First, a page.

29 entrepreneurs from 11 countries in Africa travel to China to participate in intensive eFounders Fellowship course
Alibaba Business School and the United Nations Conference on Trade and Development (UNCTAD) brought 29 young entrepreneurs from 11 countries across Africa to the Alibaba campus in Hangzhou, China for the third eFounders Fellowship cohort.
The eFounders Fellowship is part of a pledge by Jack Ma, Alibaba Group’s Executive Chairman and UNCTAD Special Adviser for young entrepreneurs and small business, to empower 1,000 entrepreneurs from developing countries in five years. Two hundred of these entrepreneurs will come from Africa, demonstrating Ma’s personal commitment to supporting entrepreneurs from the African continent and helping them to succeed in the digital world. It supports UNCTAD’s and Alibaba’s commitment to the Sustainable Development Goals, which include making sure no one is left behind in the digital economy. Both Jack Ma and Dr. Mukhisa Kituyi, Secretary-General of UNCTAD, spent time with the fellows during their time in Hangzhou.
Jack Ma said, “Together with UNCTAD, we want to empower Africa’s young entrepreneurs to not only succeed in their own ventures, but to return home and demonstrate to others how to build inclusive business models for the digital era.”
“With this third cohort of young entrepreneurs, UNCTAD and Alibaba are helping a new generation of business leaders to make the most of the opportunities opened up by the ecommerce revolution,” Dr. Kituyi said.
Fellows were selected through a rigorous application process. All are founders or co-founders of platform-based ventures in the ecommerce, logistics, fintech, big data or tourism industries in Africa.
During the two-week course, fellows experienced first-hand the transformative impact that ecommerce and technology have had on China. When Alibaba was founded back in 1999, the company faced many of the same barriers and lack of infrastructure that entrepreneurs in Africa face today. This makes Alibaba uniquely suited to share its experience and lessons learned with entrepreneurs looking to build technology companies in Africa.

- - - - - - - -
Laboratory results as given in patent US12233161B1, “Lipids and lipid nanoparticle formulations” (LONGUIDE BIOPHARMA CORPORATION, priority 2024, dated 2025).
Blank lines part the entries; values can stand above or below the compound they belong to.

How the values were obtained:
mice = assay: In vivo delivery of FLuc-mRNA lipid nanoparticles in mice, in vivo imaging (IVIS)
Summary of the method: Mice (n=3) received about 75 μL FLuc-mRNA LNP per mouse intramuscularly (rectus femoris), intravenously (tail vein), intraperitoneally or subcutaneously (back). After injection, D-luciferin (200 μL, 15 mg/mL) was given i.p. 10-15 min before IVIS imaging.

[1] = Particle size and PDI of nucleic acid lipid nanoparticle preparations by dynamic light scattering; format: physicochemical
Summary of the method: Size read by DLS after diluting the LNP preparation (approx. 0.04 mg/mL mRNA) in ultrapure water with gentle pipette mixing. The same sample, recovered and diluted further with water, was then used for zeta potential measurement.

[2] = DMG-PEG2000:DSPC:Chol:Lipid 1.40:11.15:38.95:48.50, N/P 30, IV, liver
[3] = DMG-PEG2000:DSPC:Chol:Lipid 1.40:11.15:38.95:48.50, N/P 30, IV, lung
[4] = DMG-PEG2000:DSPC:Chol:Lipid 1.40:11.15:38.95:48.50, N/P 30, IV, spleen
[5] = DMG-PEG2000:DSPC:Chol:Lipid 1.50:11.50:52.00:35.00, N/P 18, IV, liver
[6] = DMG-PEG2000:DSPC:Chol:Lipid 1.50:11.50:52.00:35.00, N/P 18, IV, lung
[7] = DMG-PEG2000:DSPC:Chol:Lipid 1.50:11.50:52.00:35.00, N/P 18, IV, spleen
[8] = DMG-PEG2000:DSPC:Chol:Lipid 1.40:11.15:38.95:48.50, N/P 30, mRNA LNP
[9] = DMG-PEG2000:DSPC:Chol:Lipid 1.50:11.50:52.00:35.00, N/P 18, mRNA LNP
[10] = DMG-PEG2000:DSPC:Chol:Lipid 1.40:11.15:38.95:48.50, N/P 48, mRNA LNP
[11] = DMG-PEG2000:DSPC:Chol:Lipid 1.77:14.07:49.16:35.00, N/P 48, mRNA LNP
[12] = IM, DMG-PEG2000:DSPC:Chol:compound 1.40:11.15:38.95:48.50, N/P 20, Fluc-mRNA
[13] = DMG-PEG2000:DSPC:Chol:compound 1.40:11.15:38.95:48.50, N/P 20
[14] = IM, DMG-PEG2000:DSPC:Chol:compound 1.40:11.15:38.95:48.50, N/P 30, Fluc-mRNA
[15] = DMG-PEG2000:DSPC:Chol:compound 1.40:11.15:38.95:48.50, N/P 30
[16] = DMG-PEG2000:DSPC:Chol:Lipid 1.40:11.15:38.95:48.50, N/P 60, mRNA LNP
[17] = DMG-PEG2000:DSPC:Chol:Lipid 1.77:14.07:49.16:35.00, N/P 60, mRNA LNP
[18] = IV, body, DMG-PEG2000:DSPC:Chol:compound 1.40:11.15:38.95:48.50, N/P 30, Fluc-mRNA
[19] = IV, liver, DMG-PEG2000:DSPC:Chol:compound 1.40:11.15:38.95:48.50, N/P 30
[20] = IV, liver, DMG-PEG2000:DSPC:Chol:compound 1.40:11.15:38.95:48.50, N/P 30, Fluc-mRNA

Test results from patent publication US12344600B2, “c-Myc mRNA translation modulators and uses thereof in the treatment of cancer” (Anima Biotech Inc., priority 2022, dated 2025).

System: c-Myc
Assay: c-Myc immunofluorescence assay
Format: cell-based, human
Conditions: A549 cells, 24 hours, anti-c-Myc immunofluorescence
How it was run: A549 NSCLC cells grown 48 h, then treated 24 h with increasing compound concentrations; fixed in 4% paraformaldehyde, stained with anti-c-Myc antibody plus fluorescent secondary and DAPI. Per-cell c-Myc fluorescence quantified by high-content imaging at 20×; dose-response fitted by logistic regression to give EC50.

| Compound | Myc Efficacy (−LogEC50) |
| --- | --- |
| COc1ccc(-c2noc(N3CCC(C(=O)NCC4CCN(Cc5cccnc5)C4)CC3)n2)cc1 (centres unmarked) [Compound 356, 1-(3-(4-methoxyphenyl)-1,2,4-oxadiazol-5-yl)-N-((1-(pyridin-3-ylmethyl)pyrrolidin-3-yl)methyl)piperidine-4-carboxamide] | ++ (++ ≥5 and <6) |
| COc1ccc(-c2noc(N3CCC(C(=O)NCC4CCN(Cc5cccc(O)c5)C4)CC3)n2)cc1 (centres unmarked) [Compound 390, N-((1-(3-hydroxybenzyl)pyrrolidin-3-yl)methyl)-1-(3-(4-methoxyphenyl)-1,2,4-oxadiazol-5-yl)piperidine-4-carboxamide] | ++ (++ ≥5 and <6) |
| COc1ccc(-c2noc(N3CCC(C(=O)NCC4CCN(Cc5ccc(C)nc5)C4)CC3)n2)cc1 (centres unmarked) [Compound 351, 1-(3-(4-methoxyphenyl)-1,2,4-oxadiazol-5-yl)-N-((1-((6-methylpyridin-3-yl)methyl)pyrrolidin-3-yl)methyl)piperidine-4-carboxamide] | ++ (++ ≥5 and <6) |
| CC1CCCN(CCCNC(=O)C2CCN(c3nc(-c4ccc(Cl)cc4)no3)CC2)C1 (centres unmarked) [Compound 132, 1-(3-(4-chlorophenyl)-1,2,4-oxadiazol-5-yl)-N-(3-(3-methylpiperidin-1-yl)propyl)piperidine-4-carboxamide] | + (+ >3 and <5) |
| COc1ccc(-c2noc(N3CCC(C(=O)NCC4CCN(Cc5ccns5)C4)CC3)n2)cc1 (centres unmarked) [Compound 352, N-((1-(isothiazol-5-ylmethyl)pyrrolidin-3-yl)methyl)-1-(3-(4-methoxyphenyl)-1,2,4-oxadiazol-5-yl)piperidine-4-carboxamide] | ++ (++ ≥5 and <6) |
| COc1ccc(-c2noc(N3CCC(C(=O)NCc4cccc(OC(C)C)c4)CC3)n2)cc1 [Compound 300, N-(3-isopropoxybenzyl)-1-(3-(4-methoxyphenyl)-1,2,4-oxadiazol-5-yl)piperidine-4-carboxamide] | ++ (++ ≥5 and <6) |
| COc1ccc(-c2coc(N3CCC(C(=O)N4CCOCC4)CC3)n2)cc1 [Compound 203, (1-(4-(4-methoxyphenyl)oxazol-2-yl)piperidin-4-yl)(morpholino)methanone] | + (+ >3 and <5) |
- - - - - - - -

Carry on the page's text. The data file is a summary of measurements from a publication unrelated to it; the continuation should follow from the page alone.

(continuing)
Attendees met with Alibaba executives and local practitioners to learn from their experiences in ecommerce, payments, logistics, cloud computing, marketing, cross-border trade and innovation to identify lessons that can be applied to their own markets. The course covered New Retail and included visits to a Hema Supermarket, Cainiao’s smart warehouse and Rural Taobao’s service stations. Participants also visited partners in Alibaba’s ecosystem and experienced the cashless economy in Hangzhou. Through interactive sessions with UNCTAD and Alibaba representatives, participants also discussed topics such as the gender aspect to global trends of ecommerce.
“The eFounders Fellowship aims to empower young entrepreneurs to be digital champions in their home countries,” said Brian Wong, Vice President of Global Initiatives. “Our goal is to inspire these young business leaders by sharing our story and by showing them the real impact that inclusive business models can make upon people’s daily lives.”
Alibaba previously hosted the inaugural class of African entrepreneurs in November 2017 and Asian entrepreneurs in March 2018. Since their participation in the program, graduates have made transformative strategic shifts in their businesses and have become catalysts for digital transformation in their home countries – raising rounds of investment as well as opening their own training programs. Upon graduation, participants continue to receive formal support from UNCTAD and Alibaba.
“My experience with the eFounders program has shifted my thinking. Before we were focused on pleasing the investors, but now I see the importance of putting our customers first, then my employees, then the investors,” said Andreas Koumato, 26, founder of Mossosouk, an ecommerce platform based in Chad. “Let others win, then later we will gain.”